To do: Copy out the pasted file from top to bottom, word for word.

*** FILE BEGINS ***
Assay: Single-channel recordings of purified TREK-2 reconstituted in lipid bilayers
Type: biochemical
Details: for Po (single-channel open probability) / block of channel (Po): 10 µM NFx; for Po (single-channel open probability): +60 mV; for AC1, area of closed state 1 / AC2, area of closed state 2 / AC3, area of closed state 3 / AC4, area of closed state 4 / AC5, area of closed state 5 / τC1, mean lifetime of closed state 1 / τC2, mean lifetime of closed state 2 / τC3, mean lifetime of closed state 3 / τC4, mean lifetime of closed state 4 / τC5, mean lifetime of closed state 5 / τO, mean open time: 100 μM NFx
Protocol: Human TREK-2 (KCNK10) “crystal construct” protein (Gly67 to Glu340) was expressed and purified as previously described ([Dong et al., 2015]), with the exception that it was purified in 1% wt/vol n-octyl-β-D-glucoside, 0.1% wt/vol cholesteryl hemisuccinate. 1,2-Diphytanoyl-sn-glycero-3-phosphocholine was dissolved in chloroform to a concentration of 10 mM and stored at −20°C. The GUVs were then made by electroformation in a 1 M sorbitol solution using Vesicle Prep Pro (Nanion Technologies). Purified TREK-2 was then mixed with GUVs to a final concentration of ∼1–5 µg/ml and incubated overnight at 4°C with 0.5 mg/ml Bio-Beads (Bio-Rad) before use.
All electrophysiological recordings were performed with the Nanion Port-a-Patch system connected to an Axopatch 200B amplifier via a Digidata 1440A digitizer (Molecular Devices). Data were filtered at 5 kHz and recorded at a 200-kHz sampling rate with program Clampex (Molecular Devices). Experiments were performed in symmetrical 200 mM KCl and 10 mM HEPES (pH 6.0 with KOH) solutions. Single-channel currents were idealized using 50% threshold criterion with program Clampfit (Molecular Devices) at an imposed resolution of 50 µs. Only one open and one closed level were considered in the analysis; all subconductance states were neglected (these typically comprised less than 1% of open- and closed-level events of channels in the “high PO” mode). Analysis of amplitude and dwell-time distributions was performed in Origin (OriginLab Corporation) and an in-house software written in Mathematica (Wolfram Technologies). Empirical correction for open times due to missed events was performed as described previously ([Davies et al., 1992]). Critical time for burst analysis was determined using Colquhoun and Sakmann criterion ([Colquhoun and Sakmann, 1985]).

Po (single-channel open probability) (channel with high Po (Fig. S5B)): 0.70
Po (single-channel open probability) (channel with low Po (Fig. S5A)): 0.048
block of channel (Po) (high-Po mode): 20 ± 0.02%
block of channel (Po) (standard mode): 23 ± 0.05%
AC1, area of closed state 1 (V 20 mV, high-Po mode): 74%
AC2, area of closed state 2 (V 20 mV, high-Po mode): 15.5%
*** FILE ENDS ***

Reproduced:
Assay: Single-channel recordings of purified TREK-2 reconstituted in lipid bilayers
Type: biochemical
Details: for Po (single-channel open probability) / block of channel (Po): 10 µM NFx; for Po (single-channel open probability): +60 mV; for AC1, area of closed state 1 / AC2, area of closed state 2 / AC3, area of closed state 3 / AC4, area of closed state 4 / AC5, area of closed state 5 / τC1, mean lifetime of closed state 1 / τC2, mean lifetime of closed state 2 / τC3, mean lifetime of closed state 3 / τC4, mean lifetime of closed state 4 / τC5, mean lifetime of closed state 5 / τO, mean open time: 100 μM NFx
Protocol: Human TREK-2 (KCNK10) “crystal construct” protein (Gly67 to Glu340) was expressed and purified as previously described ([Dong et al., 2015]), with the exception that it was purified in 1% wt/vol n-octyl-β-D-glucoside, 0.1% wt/vol cholesteryl hemisuccinate. 1,2-Diphytanoyl-sn-glycero-3-phosphocholine was dissolved in chloroform to a concentration of 10 mM and stored at −20°C. The GUVs were then made by electroformation in a 1 M sorbitol solution using Vesicle Prep Pro (Nanion Technologies). Purified TREK-2 was then mixed with GUVs to a final concentration of ∼1–5 µg/ml and incubated overnight at 4°C with 0.5 mg/ml Bio-Beads (Bio-Rad) before use.
All electrophysiological recordings were performed with the Nanion Port-a-Patch system connected to an Axopatch 200B amplifier via a Digidata 1440A digitizer (Molecular Devices). Data were filtered at 5 kHz and recorded at a 200-kHz sampling rate with program Clampex (Molecular Devices). Experiments were performed in symmetrical 200 mM KCl and 10 mM HEPES (pH 6.0 with KOH) solutions. Single-channel currents were idealized using 50% threshold criterion with program Clampfit (Molecular Devices) at an imposed resolution of 50 µs. Only one open and one closed level were considered in the analysis; all subconductance states were neglected (these typically comprised less than 1% of open- and closed-level events of channels in the “high PO” mode). Analysis of amplitude and dwell-time distributions was performed in Origin (OriginLab Corporation) and an in-house software written in Mathematica (Wolfram Technologies). Empirical correction for open times due to missed events was performed as described previously ([Davies et al., 1992]). Critical time for burst analysis was determined using Colquhoun and Sakmann criterion ([Colquhoun and Sakmann, 1985]).

Po (single-channel open probability) (channel with high Po (Fig. S5B)): 0.70
Po (single-channel open probability) (channel with low Po (Fig. S5A)): 0.048
block of channel (Po) (high-Po mode): 20 ± 0.02%
block of channel (Po) (standard mode): 23 ± 0.05%
AC1, area of closed state 1 (V 20 mV, high-Po mode): 74%
AC2, area of closed state 2 (V 20 mV, high-Po mode): 15.5%